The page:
Ellen Willmott

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Ellen Ann Willmott (19 August 1858 – 27 September 1934)[1] was an English horticulturist. She was an influential member of the Royal Horticultural Society, and a recipient of the first Victoria Medal of Honour in 1897. She cultivated more than 100,000 species of plants, and sponsored expeditions to discover new species. More than 60 plants have been named after her or her home, Warley Place.[2]

Early life[edit]

Man-made gorge at Warley Place

Ellen Willmott was born in Heston, Middlesex, the eldest of three daughters of Frederick Willmott (1825–1892), a solicitor, and Ellen Willmott (d. 1898).[1] In 1875 the family moved to Warley Place at Great Warley, Essex,[3] which had 33 acres (130,000 m2) of grounds; this was to be Ellen’s lifelong home. The family were keen gardeners and developed Warley Place’s gardens together. One of the most ambitious developments was an alpine garden, including a gorge and rockery (pictured), which Ellen's father gave her permission to create on her 21st birthday.[2]

Ellen received a substantial inheritance when her godmother, Helen Tasker, died. This enabled her to buy her first property near Aix-les-Bains, France, in 1890.[1][3]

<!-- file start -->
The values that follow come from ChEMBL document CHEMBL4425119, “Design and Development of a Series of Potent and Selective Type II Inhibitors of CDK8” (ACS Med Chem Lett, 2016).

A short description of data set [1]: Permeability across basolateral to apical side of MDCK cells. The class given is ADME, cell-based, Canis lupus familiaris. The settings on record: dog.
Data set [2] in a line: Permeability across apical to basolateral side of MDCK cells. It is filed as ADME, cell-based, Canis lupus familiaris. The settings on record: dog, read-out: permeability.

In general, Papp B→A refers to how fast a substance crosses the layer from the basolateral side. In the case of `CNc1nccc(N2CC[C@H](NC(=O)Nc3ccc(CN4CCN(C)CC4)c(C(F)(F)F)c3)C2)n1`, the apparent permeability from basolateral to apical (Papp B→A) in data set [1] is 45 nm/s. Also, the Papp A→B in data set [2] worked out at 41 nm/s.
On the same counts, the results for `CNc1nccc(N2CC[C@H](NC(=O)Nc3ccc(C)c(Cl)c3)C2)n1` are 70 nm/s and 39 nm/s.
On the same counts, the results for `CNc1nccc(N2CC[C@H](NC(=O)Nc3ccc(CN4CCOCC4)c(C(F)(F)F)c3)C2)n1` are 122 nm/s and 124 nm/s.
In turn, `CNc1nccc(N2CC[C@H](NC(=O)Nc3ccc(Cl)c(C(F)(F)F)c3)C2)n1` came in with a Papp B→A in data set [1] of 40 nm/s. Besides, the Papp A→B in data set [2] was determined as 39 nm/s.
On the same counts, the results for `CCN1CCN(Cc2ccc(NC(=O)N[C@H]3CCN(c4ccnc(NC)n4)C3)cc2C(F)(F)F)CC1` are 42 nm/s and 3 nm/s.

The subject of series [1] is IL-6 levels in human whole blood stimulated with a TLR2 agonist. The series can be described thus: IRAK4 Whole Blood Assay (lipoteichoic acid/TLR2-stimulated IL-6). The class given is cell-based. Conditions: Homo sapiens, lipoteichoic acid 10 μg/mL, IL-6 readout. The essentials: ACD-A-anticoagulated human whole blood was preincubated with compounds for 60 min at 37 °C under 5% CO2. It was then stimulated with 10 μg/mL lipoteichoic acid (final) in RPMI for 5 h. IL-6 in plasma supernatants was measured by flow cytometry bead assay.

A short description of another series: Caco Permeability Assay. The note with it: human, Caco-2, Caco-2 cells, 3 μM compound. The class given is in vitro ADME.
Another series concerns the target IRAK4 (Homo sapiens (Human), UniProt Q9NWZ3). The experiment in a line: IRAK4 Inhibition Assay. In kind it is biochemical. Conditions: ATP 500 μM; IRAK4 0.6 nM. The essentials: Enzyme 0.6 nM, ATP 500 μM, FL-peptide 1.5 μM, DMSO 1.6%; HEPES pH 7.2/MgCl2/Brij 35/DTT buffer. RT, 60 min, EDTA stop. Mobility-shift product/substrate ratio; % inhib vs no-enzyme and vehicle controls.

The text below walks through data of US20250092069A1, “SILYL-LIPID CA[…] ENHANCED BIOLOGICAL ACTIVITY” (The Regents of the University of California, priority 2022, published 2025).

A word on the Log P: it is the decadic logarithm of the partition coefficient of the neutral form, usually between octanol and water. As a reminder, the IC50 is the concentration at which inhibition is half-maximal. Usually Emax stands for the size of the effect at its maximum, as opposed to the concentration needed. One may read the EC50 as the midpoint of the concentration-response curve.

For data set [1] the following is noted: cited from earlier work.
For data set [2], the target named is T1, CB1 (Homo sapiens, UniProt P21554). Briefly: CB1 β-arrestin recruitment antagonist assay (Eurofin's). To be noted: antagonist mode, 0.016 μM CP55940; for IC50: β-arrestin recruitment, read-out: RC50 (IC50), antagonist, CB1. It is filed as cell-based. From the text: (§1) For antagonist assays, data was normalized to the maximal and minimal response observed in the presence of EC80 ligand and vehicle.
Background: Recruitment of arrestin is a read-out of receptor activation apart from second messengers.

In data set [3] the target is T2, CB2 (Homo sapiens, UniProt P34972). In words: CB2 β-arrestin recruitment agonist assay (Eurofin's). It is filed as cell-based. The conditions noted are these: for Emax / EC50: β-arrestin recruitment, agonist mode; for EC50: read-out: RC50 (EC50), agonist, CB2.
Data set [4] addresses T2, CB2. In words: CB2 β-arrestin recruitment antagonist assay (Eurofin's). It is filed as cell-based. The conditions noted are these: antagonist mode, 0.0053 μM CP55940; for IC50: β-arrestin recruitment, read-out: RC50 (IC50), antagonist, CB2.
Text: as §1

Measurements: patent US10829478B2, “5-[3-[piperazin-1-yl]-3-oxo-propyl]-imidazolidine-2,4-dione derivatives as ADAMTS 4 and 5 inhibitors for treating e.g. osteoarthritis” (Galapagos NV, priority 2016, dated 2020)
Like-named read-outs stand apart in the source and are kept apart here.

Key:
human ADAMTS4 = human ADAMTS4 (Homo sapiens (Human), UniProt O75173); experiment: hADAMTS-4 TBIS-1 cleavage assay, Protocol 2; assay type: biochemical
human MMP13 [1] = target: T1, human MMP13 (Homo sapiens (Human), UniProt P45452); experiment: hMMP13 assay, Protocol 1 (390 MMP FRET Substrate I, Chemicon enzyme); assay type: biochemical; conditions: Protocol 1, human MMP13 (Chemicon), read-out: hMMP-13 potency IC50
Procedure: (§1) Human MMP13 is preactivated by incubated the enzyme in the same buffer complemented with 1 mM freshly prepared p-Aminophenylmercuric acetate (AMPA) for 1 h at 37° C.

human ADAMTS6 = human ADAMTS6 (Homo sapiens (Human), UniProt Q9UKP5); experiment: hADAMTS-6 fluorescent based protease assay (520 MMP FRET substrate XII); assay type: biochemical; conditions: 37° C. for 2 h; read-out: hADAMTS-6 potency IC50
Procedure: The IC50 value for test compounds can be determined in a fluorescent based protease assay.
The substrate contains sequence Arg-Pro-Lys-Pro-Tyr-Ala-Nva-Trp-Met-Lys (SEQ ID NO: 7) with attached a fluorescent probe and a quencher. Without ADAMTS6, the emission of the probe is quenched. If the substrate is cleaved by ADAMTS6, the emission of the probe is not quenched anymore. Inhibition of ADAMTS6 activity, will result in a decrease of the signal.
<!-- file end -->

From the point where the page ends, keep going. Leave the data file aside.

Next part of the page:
Career[edit]

Ceratostigma willmottianum, one of over 60 species named after Ellen Willmott or Warley Place.

Ellen Willmott inherited Warley Place on her father’s death and continued to develop the gardens, indulging her passion for collecting and cultivating plants. She is thought to have cultivated more than 100,000 different species of plant.[3]

Willmott employed up to 104 gardeners, and was known for being a demanding employer; she would reputedly sack any gardener who allowed a weed to grow among her flowers. She only employed men in her garden; she was once quoted as saying "women would be a disaster in the border".[2]

Rosa willmottiae

She was also known for being a prodigious spender. In 1905 she bought a third estate in Ventimiglia, Italy.[1] Willmott used her wealth to fund plant-hunting expeditions to China and the Middle East,[1] and species discovered on these excursions would often be named after her. The expeditions she sponsored included those of Ernest Henry Wilson, who named Ceratostigma willmottianum, Rosa willmottiae and Corylopsis willmottiae after her.[4]

Willmott joined the Royal Horticultural Society in 1894 and became a prominent member, elected to the narcissus, floral (group B) and lily committees.[1] She helped to persuade Sir Thomas Hanbury, her neighbour at Ventimiglia, to purchase the site at Wisley which became the RHS Gardens and donate it to the society,[5] and was appointed a trustee of the RHS Gardens in 1903.[1]